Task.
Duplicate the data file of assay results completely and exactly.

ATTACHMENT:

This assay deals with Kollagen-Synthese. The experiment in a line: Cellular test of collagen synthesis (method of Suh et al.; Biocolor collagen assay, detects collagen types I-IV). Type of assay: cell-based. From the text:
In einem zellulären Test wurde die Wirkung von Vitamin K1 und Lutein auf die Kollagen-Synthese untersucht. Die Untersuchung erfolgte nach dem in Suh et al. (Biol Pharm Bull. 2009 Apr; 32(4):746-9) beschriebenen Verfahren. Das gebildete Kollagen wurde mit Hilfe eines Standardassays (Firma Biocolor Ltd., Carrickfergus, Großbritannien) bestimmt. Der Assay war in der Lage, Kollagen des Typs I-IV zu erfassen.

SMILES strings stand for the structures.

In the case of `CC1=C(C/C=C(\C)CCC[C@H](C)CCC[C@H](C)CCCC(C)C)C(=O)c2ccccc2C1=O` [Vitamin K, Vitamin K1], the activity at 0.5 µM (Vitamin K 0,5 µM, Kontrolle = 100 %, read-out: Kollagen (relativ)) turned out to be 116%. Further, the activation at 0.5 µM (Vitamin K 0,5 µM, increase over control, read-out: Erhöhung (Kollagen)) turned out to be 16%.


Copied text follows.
This assay deals with Kollagen-Synthese. The experiment in a line: Cellular test of collagen synthesis (method of Suh et al.; Biocolor collagen assay, detects collagen types I-IV). Type of assay: cell-based. From the text:
In einem zellulären Test wurde die Wirkung von Vitamin K1 und Lutein auf die Kollagen-Synthese untersucht. Die Untersuchung erfolgte nach dem in Suh et al. (Biol Pharm Bull. 2009 Apr; 32(4):746-9) beschriebenen Verfahren. Das gebildete Kollagen wurde mit Hilfe eines Standardassays (Firma Biocolor Ltd., Carrickfergus, Großbritannien) bestimmt. Der Assay war in der Lage, Kollagen des Typs I-IV zu erfassen.

SMILES strings stand for the structures.

In the case of `CC1=C(C/C=C(\C)CCC[C@H](C)CCC[C@H](C)CCCC(C)C)C(=O)c2ccccc2C1=O` [Vitamin K, Vitamin K1], the activity at 0.5 µM (Vitamin K 0,5 µM, Kontrolle = 100 %, read-out: Kollagen (relativ)) turned out to be 116%. Further, the activation at 0.5 µM (Vitamin K 0,5 µM, increase over control, read-out: Erhöhung (Kollagen)) turned out to be 16%.